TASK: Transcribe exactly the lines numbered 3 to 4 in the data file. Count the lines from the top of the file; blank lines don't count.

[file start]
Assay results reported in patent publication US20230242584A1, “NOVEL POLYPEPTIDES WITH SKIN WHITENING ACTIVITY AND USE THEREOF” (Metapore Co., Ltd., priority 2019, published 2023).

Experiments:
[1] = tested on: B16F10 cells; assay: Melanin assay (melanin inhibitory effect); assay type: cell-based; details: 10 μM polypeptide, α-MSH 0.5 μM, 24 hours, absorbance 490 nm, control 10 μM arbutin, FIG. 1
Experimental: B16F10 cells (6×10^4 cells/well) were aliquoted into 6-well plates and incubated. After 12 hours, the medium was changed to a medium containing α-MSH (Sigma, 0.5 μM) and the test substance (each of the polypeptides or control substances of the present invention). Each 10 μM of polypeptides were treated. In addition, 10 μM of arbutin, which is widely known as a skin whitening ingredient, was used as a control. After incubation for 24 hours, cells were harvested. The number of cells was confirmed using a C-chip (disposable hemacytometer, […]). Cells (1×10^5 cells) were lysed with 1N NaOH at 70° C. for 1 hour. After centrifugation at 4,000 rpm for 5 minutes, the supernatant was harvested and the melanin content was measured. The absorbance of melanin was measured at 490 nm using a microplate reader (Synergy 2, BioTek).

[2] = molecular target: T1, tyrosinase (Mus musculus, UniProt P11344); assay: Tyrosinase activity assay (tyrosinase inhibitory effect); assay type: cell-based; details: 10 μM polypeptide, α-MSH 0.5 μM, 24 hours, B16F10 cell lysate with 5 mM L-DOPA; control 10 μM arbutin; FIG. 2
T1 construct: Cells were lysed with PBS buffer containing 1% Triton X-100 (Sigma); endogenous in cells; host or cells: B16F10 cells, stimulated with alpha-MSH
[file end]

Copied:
[1] = tested on: B16F10 cells; assay: Melanin assay (melanin inhibitory effect); assay type: cell-based; details: 10 μM polypeptide, α-MSH 0.5 μM, 24 hours, absorbance 490 nm, control 10 μM arbutin, FIG. 1
Experimental: B16F10 cells (6×10^4 cells/well) were aliquoted into 6-well plates and incubated. After 12 hours, the medium was changed to a medium containing α-MSH (Sigma, 0.5 μM) and the test substance (each of the polypeptides or control substances of the present invention). Each 10 μM of polypeptides were treated. In addition, 10 μM of arbutin, which is widely known as a skin whitening ingredient, was used as a control. After incubation for 24 hours, cells were harvested. The number of cells was confirmed using a C-chip (disposable hemacytometer, […]). Cells (1×10^5 cells) were lysed with 1N NaOH at 70° C. for 1 hour. After centrifugation at 4,000 rpm for 5 minutes, the supernatant was harvested and the melanin content was measured. The absorbance of melanin was measured at 490 nm using a microplate reader (Synergy 2, BioTek).